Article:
Friday, September 11, 2009

Unclean Hands Defeat Equitable Reformation of Deed

A recent case handed down in Indiana demonstrates that equitable property doctrines are still alive and well in the common law: Hardy v. Hardy, 910 N.E.2d 851 (Ind. Ct. App. 2009).

Father owned 80 acres of farmland in Cass County, Indiana.  In 2004, Father faced methamphetamine charges in Oklahoma and Indiana, and the possibility of prison time, hefty fines, and the attachment of his land. With the intent of making himself judgment proof and to protect his land from forfeiture, Father transferred 70 of his acres to his Son and Daughter, as joint tenants with rights of survivorship via a warranty deed.  Daughter was 17 at the time and was not informed of the transfer. 

Father, from prison, instructed Son to lease the farmland and the proceeds were deposited in an account for Father's benefit.  Daughter's name was forged on the three leases.  Daughter learned that she was an owner of the land in 2005 when Son asked her to sign a quitclaim deed (without consideration) giving sole title to two acres to Son and his wife so that they could build a home.  Daughter began asking questions of Father and Son about the nature of her interest in the land.  Her questions went unanswered, so in 2008 she filed a complaint requesting partition and sale of the land, an accounting from Son, and an award of any credits owed to her.

Son answered by asking the court to “reform the deed to reflect the intent of the parties including [Father] and [to] impose a constructive trust to protect the interests of Father, Son, and Daughter.”  Son also moved for Father to join as a real party in interest, which the court granted.  Father claimed that he intended to deed the land to Son and Daughter subject to a life estate.  The trial court found that any mistake by Father in the original conveyance was a unilateral mistake of law and granted Daughter's petitions.  Father and Son appealed, claiming that the decision was clearly erroneous.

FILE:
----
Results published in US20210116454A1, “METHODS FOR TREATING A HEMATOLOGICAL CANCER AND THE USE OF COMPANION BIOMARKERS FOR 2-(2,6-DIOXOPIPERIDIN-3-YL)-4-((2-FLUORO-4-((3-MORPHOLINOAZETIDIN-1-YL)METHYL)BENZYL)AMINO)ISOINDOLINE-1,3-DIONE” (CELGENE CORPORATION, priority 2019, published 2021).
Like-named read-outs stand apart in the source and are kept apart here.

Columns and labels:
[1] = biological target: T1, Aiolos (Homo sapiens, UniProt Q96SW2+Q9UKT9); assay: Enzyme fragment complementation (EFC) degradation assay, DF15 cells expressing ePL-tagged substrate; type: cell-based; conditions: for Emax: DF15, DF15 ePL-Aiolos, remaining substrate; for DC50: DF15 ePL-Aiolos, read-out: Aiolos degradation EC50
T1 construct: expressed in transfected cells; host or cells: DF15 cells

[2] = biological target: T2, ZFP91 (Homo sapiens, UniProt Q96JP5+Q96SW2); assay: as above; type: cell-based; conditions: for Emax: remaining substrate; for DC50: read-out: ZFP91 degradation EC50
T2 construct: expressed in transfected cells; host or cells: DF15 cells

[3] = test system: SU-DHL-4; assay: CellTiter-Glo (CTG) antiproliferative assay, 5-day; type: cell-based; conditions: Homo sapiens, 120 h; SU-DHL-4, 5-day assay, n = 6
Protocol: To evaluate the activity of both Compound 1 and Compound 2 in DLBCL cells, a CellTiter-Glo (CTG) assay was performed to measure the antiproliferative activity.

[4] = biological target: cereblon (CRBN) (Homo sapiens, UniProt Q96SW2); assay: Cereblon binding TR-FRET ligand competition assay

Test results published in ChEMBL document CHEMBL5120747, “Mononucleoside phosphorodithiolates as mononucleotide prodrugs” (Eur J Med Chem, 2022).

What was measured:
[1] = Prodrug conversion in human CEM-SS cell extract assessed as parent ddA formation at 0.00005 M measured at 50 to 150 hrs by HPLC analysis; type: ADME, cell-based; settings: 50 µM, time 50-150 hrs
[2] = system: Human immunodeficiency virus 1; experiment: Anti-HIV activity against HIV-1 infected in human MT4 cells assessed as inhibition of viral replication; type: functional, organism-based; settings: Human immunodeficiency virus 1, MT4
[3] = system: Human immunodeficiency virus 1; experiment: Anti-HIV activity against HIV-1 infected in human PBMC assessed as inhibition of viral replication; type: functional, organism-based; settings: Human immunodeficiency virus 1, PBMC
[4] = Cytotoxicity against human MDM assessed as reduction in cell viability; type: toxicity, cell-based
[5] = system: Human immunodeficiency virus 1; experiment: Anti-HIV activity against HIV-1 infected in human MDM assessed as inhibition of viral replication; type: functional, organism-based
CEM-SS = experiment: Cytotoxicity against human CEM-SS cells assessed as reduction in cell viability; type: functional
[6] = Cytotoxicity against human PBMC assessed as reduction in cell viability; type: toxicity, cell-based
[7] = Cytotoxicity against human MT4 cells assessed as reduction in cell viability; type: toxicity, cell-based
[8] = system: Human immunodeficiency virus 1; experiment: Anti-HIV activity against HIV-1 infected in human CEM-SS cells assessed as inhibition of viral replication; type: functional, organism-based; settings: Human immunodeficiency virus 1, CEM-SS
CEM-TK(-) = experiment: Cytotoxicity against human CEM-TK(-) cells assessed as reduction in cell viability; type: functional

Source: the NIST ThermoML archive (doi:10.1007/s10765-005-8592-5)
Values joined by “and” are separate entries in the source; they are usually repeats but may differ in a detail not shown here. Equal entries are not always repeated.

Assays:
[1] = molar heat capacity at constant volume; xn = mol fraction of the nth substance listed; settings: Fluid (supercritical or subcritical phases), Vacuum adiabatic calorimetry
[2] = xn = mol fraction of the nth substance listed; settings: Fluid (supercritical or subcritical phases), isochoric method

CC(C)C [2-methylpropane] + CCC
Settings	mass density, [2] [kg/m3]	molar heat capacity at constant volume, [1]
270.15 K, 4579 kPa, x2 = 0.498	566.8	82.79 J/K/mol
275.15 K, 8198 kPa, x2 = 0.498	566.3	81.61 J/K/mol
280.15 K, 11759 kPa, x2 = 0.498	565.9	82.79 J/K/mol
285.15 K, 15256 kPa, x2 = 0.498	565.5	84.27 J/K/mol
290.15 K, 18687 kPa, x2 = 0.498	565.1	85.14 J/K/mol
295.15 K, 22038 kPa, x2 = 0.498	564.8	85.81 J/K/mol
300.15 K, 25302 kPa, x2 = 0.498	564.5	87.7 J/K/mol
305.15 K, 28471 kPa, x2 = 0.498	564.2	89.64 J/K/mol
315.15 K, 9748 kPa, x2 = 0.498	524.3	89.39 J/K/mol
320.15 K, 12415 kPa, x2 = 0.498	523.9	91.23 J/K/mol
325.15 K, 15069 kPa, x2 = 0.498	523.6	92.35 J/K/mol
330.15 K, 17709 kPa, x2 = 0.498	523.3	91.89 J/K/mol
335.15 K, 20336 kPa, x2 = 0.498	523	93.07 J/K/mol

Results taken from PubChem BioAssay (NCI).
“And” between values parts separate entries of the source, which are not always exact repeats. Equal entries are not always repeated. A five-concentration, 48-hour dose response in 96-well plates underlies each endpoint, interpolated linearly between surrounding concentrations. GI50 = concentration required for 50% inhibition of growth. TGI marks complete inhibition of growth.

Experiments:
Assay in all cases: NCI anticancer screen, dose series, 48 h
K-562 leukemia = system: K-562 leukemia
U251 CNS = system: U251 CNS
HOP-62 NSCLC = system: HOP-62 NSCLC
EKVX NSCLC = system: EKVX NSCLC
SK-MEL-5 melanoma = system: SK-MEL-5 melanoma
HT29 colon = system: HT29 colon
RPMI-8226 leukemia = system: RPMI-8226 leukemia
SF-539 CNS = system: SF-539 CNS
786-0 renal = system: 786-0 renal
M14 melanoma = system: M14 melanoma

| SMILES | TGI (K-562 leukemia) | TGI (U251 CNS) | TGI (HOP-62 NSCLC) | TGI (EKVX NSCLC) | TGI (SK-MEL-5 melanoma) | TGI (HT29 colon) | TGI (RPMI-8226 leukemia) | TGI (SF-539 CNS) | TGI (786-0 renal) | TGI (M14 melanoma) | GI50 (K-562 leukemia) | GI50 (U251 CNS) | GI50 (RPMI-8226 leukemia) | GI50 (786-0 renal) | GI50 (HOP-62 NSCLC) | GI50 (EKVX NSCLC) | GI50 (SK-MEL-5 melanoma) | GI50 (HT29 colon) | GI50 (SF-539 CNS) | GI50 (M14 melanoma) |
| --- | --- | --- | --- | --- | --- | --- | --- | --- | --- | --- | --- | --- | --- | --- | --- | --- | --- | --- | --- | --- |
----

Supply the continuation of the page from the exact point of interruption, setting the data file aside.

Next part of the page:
The Indiana Court of Appeals was not persuaded by Father's claim that he intended to reserve a life estate for himself, noting that the trial record clearly established that Father's intent was to "place his property beyond the reach of his creditors-specifically, to evade government efforts to seize or lien his land."  Retaining any ownership interest in the land would have defeated that purpose. 

Father's attempt to appeal to equity was equally unsuccessful.  The Court of Appeals noted the old maxims that "whomever seeks equity must do equity" and "one who comes into equity must come with clean hands."  Finding that Father's actions were hardly equitable or clean, the appellate court found that the trial court decision was not clearly erroneous.

I'm a fan of equity, and it is is nice to see that the old rules are still getting some action.

Tanya Marsh

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September 11, 2009 in Recent Cases | Permalink | Comments (0) | TrackBack (0)

Monday, September 7, 2009

Sometimes Fences Make Bad Neighbors

There was an interesting story in the New York Times a few days ago about a dispute between two neighboring landowners and the town of Westport, Connecticut over a stone wall.  Albert and Susan Hancock built the wall in 2005 around their home, replacing an earlier wall on approximately the same line.  They did not obtain a permit.  Jeffrey and Elizabeth Lillien, neighbors of the Hancocks, filed a complaint with the town to stop the construction citing a number of concerns, including possible wetlands issues and interference with sight lines.